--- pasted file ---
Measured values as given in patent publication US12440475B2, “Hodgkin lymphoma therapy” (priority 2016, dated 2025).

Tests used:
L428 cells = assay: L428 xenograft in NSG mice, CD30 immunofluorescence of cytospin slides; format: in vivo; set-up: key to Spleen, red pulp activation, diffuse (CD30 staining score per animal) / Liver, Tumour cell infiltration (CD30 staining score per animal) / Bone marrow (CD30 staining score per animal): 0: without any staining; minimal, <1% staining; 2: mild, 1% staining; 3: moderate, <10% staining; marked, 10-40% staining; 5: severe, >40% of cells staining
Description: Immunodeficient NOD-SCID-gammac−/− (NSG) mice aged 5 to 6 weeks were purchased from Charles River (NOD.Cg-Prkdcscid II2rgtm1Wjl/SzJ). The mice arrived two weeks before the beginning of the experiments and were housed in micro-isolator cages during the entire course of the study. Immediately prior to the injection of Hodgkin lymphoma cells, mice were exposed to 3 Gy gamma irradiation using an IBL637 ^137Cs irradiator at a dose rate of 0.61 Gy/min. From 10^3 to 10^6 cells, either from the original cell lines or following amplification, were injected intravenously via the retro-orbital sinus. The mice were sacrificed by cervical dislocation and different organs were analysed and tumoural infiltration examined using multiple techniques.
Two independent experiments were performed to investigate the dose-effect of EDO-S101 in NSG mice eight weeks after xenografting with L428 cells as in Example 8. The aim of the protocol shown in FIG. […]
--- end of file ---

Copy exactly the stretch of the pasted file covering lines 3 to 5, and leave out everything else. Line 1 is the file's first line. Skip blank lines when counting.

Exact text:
L428 cells = assay: L428 xenograft in NSG mice, CD30 immunofluorescence of cytospin slides; format: in vivo; set-up: key to Spleen, red pulp activation, diffuse (CD30 staining score per animal) / Liver, Tumour cell infiltration (CD30 staining score per animal) / Bone marrow (CD30 staining score per animal): 0: without any staining; minimal, <1% staining; 2: mild, 1% staining; 3: moderate, <10% staining; marked, 10-40% staining; 5: severe, >40% of cells staining
Description: Immunodeficient NOD-SCID-gammac−/− (NSG) mice aged 5 to 6 weeks were purchased from Charles River (NOD.Cg-Prkdcscid II2rgtm1Wjl/SzJ). The mice arrived two weeks before the beginning of the experiments and were housed in micro-isolator cages during the entire course of the study. Immediately prior to the injection of Hodgkin lymphoma cells, mice were exposed to 3 Gy gamma irradiation using an IBL637 ^137Cs irradiator at a dose rate of 0.61 Gy/min. From 10^3 to 10^6 cells, either from the original cell lines or following amplification, were injected intravenously via the retro-orbital sinus. The mice were sacrificed by cervical dislocation and different organs were analysed and tumoural infiltration examined using multiple techniques.
Two independent experiments were performed to investigate the dose-effect of EDO-S101 in NSG mice eight weeks after xenografting with L428 cells as in Example 8. The aim of the protocol shown in FIG. […]